The revolution is still happening. More power to you, folks. (Glad to see EW running something like this.)
I grew up in Nigeria in the ‘90s, and we were under military dictatorship for most of that. So we had a lot of military curfews. We had a lot of violence happening, and that was oddly what I was using to calm myself down. I was like, “You know what this is like. You know what it’s like to have a curfew. You know what it’s like to not be able to go outside.” [Laughs] Which is a really messed up way of reassurance. It’s been so much worse in your lifetime. But at the same time, the one thing that I have learned in, I think, trauma and grief, and when there’s a lot of loss, and it’s really loud in the world, is that the world actually doesn’t stop. People are saying a lot that, “Oh, this thing has stopped the world.” And I’m like, “It hasn’t, because people are still doing things.” And I think for anyone who’s suffered a loss, it’s something that we know intimately, is that even if your world has stopped, the rest of the world doesn’t. And that’s one of the most heartbreaking things about grief, is that everything just keeps moving on.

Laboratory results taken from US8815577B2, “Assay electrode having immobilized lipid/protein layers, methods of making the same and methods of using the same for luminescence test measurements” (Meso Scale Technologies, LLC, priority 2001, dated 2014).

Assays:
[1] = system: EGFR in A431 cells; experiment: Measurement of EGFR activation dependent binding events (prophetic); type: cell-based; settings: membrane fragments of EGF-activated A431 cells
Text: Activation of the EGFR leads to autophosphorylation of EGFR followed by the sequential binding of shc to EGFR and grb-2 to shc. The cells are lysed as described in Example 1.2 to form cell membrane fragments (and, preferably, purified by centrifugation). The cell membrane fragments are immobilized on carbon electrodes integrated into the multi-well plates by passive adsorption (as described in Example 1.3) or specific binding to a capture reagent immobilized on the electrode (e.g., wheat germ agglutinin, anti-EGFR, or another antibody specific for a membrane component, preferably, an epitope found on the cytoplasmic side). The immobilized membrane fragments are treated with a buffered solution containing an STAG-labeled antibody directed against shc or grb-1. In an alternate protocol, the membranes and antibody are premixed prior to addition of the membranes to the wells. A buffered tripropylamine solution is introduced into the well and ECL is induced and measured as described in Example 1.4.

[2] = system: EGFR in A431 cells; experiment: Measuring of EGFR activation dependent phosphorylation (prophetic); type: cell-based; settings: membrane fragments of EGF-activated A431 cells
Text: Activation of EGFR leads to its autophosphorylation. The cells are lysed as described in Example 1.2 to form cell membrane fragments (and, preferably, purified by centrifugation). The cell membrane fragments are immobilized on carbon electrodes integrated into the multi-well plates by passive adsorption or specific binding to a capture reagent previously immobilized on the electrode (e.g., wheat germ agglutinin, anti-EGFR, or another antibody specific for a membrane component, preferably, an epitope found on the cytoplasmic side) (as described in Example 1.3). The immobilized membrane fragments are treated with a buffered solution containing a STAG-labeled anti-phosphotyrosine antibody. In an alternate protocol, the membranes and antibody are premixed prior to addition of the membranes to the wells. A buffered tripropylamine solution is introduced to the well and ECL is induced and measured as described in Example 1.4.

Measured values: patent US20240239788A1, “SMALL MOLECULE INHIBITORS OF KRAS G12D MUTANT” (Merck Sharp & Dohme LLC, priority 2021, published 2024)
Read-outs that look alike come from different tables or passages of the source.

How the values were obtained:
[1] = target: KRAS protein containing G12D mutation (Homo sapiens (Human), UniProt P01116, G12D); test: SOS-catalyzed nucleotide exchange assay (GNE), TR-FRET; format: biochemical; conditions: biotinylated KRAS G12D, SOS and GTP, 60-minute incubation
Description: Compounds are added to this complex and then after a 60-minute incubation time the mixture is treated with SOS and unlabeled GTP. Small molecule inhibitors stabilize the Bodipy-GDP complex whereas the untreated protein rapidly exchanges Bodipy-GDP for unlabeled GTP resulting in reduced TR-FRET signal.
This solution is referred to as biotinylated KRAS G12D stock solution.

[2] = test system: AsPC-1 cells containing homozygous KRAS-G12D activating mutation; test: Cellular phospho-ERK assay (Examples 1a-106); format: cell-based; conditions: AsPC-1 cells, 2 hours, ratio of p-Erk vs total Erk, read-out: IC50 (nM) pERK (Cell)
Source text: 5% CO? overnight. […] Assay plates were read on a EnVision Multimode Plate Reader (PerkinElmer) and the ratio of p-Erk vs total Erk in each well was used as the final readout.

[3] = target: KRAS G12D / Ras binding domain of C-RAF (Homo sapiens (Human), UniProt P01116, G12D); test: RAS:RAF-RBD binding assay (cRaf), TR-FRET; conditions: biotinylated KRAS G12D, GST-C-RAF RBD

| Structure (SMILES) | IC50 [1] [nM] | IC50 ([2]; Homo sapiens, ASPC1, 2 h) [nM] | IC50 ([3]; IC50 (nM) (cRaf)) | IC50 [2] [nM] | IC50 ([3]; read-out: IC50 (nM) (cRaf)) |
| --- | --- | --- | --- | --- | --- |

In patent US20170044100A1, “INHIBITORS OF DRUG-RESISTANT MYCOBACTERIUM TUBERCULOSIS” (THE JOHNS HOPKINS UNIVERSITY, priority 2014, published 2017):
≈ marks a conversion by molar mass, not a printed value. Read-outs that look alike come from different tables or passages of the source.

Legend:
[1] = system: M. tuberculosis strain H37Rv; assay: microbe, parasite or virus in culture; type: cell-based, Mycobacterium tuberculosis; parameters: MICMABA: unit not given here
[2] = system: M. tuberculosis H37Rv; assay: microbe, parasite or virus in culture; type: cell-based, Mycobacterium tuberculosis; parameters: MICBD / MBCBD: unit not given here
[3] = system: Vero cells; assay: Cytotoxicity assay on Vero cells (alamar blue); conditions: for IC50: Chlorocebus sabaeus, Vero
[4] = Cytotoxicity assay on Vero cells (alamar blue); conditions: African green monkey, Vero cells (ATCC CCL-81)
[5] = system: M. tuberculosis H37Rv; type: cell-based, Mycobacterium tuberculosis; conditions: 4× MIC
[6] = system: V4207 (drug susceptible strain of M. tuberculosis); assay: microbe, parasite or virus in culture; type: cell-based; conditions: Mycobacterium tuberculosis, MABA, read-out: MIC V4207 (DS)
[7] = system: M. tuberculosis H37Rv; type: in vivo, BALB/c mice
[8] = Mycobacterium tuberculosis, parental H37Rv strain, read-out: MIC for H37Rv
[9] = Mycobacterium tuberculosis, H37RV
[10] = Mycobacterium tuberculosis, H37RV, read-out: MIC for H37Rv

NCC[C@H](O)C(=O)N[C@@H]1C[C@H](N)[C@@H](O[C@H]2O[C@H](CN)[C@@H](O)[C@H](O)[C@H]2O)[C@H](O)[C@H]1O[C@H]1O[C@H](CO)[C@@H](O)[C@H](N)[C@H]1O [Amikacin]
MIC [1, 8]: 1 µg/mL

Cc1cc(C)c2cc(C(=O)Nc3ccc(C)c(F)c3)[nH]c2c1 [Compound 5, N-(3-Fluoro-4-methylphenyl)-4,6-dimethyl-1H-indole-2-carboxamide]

The kids who need queer books still need them. They probably need them actually more than they did before. And so that I think gave me a little bit of permission to be like, “Okay, this is still important.” I think in any revolution, I suppose everyone has a particular role. And I think there’s often a lot of guilt about not being more on the front lines, or being safe or all these different things. But I think as storytellers, one of the things that I try to keep in mind is, I can just find my pocket, and I can fight from that pocket, and do my job that I’m here to do.